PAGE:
Open space


    Americans have always been enamored with owning their own home — a huge component of the “American Dream.” Too often, though, aspiring homeowners must settle for houses in monotonous developments with no real sense of place. These developments often have little to no interconnected open spaces. For builders and developers, this lack of open space leads to missed marketing opportunities to better position their investments in a highly competitive marketplace.

    Thoughtful incorporation of open space into residential communities makes for more livable neighborhoods that are highly marketable and help improve sales velocities and increase lot premiums. Specific and easy-to-implement solutions exist for suburban, infill, and rural subdivisions.

    Aerial view of Phase 1 and 2 of Kettering Estates looking down the grand boulevard toward the 2-acre neighborhood commons.

    Incorporation of open space into residential developments has a rich history in the planning and design of communities throughout the United States. The General Plan of Riverside, Ill., developed by Olmstead, Vaux & Co. in 1869 — arguably the first planned community in the country — includes significant open space throughout its design. Other historic examples include Savannah, Ga.; Shaker Heights, Ohio; and Radburn, N.J.

    The New Urbanist and Conservation Open Space movements of the 1980s and 1990s also have played pivotal roles in showing how thoughtful incorporation of open space into residential communities can lead to more livable and market friendly neighborhoods. Adding open space to neighborhoods is not pioneering new territory, but instead is a tried and true method for creating livable communities that people desire.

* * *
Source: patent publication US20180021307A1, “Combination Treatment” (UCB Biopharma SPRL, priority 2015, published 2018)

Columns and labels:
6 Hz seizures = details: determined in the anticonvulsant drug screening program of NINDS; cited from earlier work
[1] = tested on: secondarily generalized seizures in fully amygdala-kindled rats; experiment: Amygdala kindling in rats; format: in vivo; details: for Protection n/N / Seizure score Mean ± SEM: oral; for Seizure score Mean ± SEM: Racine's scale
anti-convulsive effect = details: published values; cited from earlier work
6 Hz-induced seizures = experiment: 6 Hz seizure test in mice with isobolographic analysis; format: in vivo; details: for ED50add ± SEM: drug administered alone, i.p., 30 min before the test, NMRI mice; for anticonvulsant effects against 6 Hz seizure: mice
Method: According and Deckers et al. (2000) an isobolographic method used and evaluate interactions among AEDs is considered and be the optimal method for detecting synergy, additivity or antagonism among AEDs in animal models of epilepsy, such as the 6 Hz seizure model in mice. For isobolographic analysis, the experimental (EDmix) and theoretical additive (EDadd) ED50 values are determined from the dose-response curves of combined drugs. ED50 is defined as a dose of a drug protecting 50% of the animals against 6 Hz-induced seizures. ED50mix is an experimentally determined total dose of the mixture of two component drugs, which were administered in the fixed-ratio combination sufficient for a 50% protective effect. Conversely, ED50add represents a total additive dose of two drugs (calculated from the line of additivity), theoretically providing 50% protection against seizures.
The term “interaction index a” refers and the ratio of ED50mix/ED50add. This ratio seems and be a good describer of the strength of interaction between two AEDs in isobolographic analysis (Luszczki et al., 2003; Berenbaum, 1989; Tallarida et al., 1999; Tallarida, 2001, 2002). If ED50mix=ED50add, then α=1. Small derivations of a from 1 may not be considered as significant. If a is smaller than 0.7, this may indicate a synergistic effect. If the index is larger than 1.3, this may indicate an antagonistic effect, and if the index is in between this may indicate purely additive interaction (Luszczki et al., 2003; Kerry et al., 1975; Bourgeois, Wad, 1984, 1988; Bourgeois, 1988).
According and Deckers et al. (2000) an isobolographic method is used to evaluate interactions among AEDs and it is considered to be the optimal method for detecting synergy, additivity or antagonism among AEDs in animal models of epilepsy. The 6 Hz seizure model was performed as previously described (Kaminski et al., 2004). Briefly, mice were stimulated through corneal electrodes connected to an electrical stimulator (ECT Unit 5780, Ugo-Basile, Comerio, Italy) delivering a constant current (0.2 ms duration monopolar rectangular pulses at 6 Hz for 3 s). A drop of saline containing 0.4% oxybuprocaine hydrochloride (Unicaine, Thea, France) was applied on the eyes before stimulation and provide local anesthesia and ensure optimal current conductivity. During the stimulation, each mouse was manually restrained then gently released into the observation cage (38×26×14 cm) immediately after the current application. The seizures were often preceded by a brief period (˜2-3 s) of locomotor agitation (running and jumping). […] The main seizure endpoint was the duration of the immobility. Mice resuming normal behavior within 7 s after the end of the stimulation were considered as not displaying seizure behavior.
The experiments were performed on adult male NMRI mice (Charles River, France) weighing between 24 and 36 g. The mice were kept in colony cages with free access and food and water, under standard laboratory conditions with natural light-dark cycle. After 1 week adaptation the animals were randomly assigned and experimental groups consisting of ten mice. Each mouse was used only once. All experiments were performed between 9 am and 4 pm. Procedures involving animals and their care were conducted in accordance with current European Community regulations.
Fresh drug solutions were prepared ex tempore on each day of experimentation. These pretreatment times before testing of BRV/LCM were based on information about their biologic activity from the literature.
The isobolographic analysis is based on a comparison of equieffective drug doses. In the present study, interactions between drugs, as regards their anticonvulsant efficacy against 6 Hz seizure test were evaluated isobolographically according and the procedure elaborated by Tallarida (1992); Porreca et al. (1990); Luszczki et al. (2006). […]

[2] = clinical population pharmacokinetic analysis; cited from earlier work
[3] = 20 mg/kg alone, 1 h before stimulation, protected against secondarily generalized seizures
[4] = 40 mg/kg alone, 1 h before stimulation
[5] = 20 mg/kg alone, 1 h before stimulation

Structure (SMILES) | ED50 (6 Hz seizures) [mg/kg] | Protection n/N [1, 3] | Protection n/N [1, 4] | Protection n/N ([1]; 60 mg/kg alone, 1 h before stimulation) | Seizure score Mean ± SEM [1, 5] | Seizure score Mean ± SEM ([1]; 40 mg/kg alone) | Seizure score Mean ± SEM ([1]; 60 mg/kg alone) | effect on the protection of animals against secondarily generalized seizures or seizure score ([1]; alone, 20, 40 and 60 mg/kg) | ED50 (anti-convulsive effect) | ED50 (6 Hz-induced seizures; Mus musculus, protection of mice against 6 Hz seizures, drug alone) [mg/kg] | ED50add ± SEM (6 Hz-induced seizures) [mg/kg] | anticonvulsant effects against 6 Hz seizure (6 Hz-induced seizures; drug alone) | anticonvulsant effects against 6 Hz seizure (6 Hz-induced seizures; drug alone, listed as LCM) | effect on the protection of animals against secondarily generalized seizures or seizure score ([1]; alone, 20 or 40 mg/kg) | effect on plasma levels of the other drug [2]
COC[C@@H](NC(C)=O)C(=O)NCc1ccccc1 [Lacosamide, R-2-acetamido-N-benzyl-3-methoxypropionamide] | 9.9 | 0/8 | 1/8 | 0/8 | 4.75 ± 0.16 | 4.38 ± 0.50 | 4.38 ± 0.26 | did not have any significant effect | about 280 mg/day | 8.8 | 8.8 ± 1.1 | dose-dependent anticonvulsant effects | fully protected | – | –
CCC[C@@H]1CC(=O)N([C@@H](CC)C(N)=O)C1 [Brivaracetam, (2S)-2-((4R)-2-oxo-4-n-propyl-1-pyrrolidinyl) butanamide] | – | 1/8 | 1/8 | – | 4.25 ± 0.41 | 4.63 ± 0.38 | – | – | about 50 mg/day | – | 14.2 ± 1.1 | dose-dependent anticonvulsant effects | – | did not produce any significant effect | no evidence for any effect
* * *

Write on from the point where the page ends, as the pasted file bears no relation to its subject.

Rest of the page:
To capitalize on Americans’ dreams of home ownership, builders and developers have provided — and continue to provide — eager customers with new dwelling units. Often though, these products are provided in cookie cutter fashion; that is, the similar settlement pattern of a house on an individual lot situated within a large-scale, self-contained development known as the modern-day subdivision. Its roots can be traced far back, but they generally became ensconced in builders’ (and buyers’) minds during the building boom following World War II. Cheap land away from city centers, affordable mortgages, a booming economy, and soldiers returning home starting families in need of affordable housing provided the necessary ingredients for a large housing boom.

    Developers such as William J. Levitt, with his famous Levittown communities, provided mass produced homes in large subdivisions with little more than the necessary streets and home sites. These subdivisions are marked by homes of similar style, few trees, minimal landscaping, close neighbors, and lack of any park or open space. This pattern of development, even with the advent of the New Urbanism and Conservation Open Space movements, continues almost unabated to this day.